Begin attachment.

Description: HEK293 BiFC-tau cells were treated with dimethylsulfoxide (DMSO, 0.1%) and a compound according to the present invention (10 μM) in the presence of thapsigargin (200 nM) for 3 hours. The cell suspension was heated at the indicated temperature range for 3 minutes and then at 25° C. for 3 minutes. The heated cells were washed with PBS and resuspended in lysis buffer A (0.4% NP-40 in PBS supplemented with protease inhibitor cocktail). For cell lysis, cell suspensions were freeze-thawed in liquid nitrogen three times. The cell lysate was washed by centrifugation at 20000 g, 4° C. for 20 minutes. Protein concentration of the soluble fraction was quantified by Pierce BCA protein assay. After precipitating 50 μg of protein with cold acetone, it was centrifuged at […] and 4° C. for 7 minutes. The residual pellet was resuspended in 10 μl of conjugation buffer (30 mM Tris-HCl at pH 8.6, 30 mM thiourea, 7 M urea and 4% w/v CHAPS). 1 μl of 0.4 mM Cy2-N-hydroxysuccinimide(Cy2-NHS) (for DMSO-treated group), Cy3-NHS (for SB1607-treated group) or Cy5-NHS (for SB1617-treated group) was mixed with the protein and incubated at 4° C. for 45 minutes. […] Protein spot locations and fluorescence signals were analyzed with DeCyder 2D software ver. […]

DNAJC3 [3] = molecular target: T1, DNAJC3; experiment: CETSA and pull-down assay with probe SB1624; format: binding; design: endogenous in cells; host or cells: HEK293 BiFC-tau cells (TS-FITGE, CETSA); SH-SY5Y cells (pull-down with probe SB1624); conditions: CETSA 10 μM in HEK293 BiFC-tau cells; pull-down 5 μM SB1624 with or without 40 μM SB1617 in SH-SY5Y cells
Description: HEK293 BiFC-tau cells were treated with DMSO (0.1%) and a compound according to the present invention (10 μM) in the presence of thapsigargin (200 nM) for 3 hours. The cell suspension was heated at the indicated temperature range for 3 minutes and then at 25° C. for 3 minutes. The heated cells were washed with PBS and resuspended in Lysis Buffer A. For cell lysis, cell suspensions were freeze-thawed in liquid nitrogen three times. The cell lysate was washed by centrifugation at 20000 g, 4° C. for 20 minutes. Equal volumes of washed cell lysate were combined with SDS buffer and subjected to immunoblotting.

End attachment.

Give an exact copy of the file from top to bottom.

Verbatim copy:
Description: HEK293 BiFC-tau cells were treated with dimethylsulfoxide (DMSO, 0.1%) and a compound according to the present invention (10 μM) in the presence of thapsigargin (200 nM) for 3 hours. The cell suspension was heated at the indicated temperature range for 3 minutes and then at 25° C. for 3 minutes. The heated cells were washed with PBS and resuspended in lysis buffer A (0.4% NP-40 in PBS supplemented with protease inhibitor cocktail). For cell lysis, cell suspensions were freeze-thawed in liquid nitrogen three times. The cell lysate was washed by centrifugation at 20000 g, 4° C. for 20 minutes. Protein concentration of the soluble fraction was quantified by Pierce BCA protein assay. After precipitating 50 μg of protein with cold acetone, it was centrifuged at […] and 4° C. for 7 minutes. The residual pellet was resuspended in 10 μl of conjugation buffer (30 mM Tris-HCl at pH 8.6, 30 mM thiourea, 7 M urea and 4% w/v CHAPS). 1 μl of 0.4 mM Cy2-N-hydroxysuccinimide(Cy2-NHS) (for DMSO-treated group), Cy3-NHS (for SB1607-treated group) or Cy5-NHS (for SB1617-treated group) was mixed with the protein and incubated at 4° C. for 45 minutes. […] Protein spot locations and fluorescence signals were analyzed with DeCyder 2D software ver. […]

DNAJC3 [3] = molecular target: T1, DNAJC3; experiment: CETSA and pull-down assay with probe SB1624; format: binding; design: endogenous in cells; host or cells: HEK293 BiFC-tau cells (TS-FITGE, CETSA); SH-SY5Y cells (pull-down with probe SB1624); conditions: CETSA 10 μM in HEK293 BiFC-tau cells; pull-down 5 μM SB1624 with or without 40 μM SB1617 in SH-SY5Y cells
Description: HEK293 BiFC-tau cells were treated with DMSO (0.1%) and a compound according to the present invention (10 μM) in the presence of thapsigargin (200 nM) for 3 hours. The cell suspension was heated at the indicated temperature range for 3 minutes and then at 25° C. for 3 minutes. The heated cells were washed with PBS and resuspended in Lysis Buffer A. For cell lysis, cell suspensions were freeze-thawed in liquid nitrogen three times. The cell lysate was washed by centrifugation at 20000 g, 4° C. for 20 minutes. Equal volumes of washed cell lysate were combined with SDS buffer and subjected to immunoblotting.